Ireland under the 8th: why we don’t just want to turn back the clock.

Now that the overwhelming majority of women will have the option to legally terminate a pregnancy in Ireland, the conversation can move away from the discussion of people being ‘forced’ to do things against their will, and towards the question of what it is that people ought to choose – away from the law and towards the ethical question.

Do you just want to turn back the clock to pre-repeal Ireland?
In short, no we don’t. 

We think the pre-repeal status quo was deeply flawed. We did all support retaining the 8th because we thought it was saving lives, and the dramatic rise in the abortion rate after repeal suggests we were right about that. However, long before repeal, even with some of the strongest anti-abortion laws in the world, we did not have a pro-life culture. That’s a phrase that’s often used in this debate, and it’s not always clear what it means. For us, it means something like this:

  • First and foremost, in a pro-life culture, people would not experience a law like the 8th as an imposition, but rather a reflection of what all or most people already believe. People would, simply, think of preborn children as children.
  • In a pro-life culture, women wouldn’t think of having an unexpected child as a career-ending disaster, because the economic system would be set up to properly acknowledge the fact that 50% of the population can get pregnant, and that having and raising children is a normal part of life, not some kind of strange and inconvenient interruption.
  • In a pro-life culture, doctors would not recommend to women that they travel to England for an abortion if their preborn child was diagnosed with a disability, such as Down’s Syndrome.
  • In a pro-life culture, pregnancy would not be viewed as putting your entire life on hold for nine months. Pregnant women would not be pressured into putting up with all sorts of unscientific restrictions, motivated primarily by convenience for healthcare providers and institutions and/or by fear of litigation.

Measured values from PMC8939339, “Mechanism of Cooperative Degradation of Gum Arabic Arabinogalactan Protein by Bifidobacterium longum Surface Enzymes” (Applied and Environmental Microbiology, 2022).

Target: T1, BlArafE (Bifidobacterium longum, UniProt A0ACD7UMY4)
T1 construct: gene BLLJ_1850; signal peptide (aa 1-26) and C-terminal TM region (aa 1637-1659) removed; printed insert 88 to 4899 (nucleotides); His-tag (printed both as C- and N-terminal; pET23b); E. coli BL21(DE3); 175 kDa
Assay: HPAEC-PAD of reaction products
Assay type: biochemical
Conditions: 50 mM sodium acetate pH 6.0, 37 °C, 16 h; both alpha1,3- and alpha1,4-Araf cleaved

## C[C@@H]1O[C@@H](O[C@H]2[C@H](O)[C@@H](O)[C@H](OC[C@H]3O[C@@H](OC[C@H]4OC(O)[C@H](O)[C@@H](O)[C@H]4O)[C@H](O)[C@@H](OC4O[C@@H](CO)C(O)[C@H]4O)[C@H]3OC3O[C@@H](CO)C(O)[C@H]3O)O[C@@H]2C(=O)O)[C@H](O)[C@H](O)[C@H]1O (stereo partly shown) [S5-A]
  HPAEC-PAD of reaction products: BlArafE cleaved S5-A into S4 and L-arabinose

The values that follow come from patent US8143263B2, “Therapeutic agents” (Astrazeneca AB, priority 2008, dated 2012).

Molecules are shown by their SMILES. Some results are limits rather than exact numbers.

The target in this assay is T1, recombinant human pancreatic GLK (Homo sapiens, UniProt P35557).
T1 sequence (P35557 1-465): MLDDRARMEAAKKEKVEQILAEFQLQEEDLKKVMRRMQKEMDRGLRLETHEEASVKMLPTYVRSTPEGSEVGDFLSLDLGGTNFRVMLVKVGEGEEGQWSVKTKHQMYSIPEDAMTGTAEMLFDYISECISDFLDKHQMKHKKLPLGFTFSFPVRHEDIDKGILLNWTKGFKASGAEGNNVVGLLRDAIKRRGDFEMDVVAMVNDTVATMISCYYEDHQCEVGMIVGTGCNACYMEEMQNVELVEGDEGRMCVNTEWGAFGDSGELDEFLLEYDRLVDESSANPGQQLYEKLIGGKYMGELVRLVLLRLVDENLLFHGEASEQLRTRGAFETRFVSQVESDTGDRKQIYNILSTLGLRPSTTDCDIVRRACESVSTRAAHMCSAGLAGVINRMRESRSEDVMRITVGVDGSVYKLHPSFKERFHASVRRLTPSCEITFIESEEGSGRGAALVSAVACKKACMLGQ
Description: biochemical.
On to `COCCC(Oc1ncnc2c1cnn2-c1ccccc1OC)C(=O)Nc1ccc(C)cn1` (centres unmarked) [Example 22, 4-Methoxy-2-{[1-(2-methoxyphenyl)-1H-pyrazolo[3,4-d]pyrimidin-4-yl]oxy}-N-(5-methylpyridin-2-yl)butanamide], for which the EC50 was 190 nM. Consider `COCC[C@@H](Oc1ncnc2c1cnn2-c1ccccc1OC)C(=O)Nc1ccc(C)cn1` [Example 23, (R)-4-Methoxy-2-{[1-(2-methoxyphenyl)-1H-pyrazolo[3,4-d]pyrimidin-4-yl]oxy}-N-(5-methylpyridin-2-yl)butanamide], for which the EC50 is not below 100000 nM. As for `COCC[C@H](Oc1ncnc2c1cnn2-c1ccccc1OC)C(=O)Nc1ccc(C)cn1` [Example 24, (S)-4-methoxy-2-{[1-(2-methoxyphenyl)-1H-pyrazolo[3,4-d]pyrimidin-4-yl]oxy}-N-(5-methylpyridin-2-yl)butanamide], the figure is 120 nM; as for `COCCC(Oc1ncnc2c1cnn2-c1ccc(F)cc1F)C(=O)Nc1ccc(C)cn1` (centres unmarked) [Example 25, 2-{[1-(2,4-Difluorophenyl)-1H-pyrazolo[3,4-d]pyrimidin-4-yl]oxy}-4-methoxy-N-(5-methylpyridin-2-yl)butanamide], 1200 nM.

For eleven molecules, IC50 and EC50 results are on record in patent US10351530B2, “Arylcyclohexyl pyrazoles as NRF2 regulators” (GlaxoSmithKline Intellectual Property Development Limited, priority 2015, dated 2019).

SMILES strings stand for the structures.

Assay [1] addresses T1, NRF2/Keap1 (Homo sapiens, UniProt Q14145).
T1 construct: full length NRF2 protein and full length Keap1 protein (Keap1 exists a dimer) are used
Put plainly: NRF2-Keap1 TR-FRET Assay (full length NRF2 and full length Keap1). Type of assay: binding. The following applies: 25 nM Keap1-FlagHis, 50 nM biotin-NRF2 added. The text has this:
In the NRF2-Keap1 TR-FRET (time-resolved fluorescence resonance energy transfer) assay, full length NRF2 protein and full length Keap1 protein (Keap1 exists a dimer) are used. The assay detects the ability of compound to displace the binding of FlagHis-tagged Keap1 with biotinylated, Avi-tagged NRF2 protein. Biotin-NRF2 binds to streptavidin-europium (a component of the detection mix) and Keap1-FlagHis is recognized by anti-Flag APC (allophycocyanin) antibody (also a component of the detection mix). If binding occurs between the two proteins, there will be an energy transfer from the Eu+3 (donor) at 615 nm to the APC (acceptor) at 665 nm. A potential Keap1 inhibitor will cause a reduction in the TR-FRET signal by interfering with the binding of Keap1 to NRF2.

• In a pro-life culture, pregnant women would be treated as normal, equal, valuable members of society, neither defined nor restricted by the fact that they are pregnant.
  • In a pro-life culture, people wouldn’t be shamed or scorned for having children at the ‘wrong time’. We might like to think that the bad old days of shame and guilt are behind us, but in fact modern Ireland shames women into abortion all the time: it’s just more likely to be couched as a ‘prudent’ or respectable appeal to avoid jeopardising a career or taking on unchosen obligations than a religious condemnation.
  • In a pro-life culture, most abortions (excepting of course any tragically necessary lifesaving ones) would be seen as unnecessary; the practice would be seen as a relic of a crueler age. We would be able to solve the problems that pregnant people face without resort to it. 

Without that culture, the law was always going to fall in the long run. It wasn’t a sustainable situation. (Even if the abortion rate was very low by international standards, and either staying low or falling – depending on how much of the fall in the numbers of Irish women travelling to the UK was attributable to giving birth and how much to abortion pills). We see this as our failure: we should have done more to build this culture in the years since the 8th was put in place.